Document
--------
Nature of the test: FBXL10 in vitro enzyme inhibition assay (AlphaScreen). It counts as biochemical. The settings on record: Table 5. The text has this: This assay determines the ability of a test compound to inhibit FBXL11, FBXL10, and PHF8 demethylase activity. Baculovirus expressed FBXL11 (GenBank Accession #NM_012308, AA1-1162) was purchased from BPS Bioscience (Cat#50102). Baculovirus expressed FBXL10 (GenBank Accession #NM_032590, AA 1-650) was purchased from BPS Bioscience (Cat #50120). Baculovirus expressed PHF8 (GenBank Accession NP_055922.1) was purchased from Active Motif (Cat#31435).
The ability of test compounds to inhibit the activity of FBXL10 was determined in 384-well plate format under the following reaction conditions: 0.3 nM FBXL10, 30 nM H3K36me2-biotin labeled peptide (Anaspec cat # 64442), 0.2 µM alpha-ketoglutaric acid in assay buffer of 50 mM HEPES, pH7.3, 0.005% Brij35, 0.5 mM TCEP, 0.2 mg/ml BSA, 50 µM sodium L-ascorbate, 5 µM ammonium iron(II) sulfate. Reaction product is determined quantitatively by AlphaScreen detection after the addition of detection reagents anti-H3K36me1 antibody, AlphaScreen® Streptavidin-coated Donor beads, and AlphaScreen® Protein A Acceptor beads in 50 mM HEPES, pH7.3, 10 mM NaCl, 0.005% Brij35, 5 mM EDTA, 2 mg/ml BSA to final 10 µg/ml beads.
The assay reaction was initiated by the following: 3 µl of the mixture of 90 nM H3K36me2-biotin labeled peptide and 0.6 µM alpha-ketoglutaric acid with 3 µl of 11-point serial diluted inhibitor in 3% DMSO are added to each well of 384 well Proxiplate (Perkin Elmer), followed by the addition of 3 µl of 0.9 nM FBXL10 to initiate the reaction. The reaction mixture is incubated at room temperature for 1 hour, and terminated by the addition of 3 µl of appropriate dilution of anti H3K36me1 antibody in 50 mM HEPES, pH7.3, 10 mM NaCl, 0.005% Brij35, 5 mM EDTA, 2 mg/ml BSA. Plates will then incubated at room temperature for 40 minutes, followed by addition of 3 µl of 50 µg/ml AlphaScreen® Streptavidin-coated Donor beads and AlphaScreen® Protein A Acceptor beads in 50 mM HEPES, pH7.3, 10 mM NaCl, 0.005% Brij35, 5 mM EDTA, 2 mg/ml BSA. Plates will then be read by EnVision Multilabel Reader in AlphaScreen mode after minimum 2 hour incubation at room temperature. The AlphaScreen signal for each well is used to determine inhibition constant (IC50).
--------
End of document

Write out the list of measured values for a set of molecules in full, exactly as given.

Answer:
Nature of the test: FBXL10 in vitro enzyme inhibition assay (AlphaScreen). It counts as biochemical. The settings on record: Table 5. The text has this: This assay determines the ability of a test compound to inhibit FBXL11, FBXL10, and PHF8 demethylase activity. Baculovirus expressed FBXL11 (GenBank Accession #NM_012308, AA1-1162) was purchased from BPS Bioscience (Cat#50102). Baculovirus expressed FBXL10 (GenBank Accession #NM_032590, AA 1-650) was purchased from BPS Bioscience (Cat #50120). Baculovirus expressed PHF8 (GenBank Accession NP_055922.1) was purchased from Active Motif (Cat#31435).
The ability of test compounds to inhibit the activity of FBXL10 was determined in 384-well plate format under the following reaction conditions: 0.3 nM FBXL10, 30 nM H3K36me2-biotin labeled peptide (Anaspec cat # 64442), 0.2 µM alpha-ketoglutaric acid in assay buffer of 50 mM HEPES, pH7.3, 0.005% Brij35, 0.5 mM TCEP, 0.2 mg/ml BSA, 50 µM sodium L-ascorbate, 5 µM ammonium iron(II) sulfate. Reaction product is determined quantitatively by AlphaScreen detection after the addition of detection reagents anti-H3K36me1 antibody, AlphaScreen® Streptavidin-coated Donor beads, and AlphaScreen® Protein A Acceptor beads in 50 mM HEPES, pH7.3, 10 mM NaCl, 0.005% Brij35, 5 mM EDTA, 2 mg/ml BSA to final 10 µg/ml beads.
The assay reaction was initiated by the following: 3 µl of the mixture of 90 nM H3K36me2-biotin labeled peptide and 0.6 µM alpha-ketoglutaric acid with 3 µl of 11-point serial diluted inhibitor in 3% DMSO are added to each well of 384 well Proxiplate (Perkin Elmer), followed by the addition of 3 µl of 0.9 nM FBXL10 to initiate the reaction. The reaction mixture is incubated at room temperature for 1 hour, and terminated by the addition of 3 µl of appropriate dilution of anti H3K36me1 antibody in 50 mM HEPES, pH7.3, 10 mM NaCl, 0.005% Brij35, 5 mM EDTA, 2 mg/ml BSA. Plates will then incubated at room temperature for 40 minutes, followed by addition of 3 µl of 50 µg/ml AlphaScreen® Streptavidin-coated Donor beads and AlphaScreen® Protein A Acceptor beads in 50 mM HEPES, pH7.3, 10 mM NaCl, 0.005% Brij35, 5 mM EDTA, 2 mg/ml BSA. Plates will then be read by EnVision Multilabel Reader in AlphaScreen mode after minimum 2 hour incubation at room temperature. The AlphaScreen signal for each well is used to determine inhibition constant (IC50).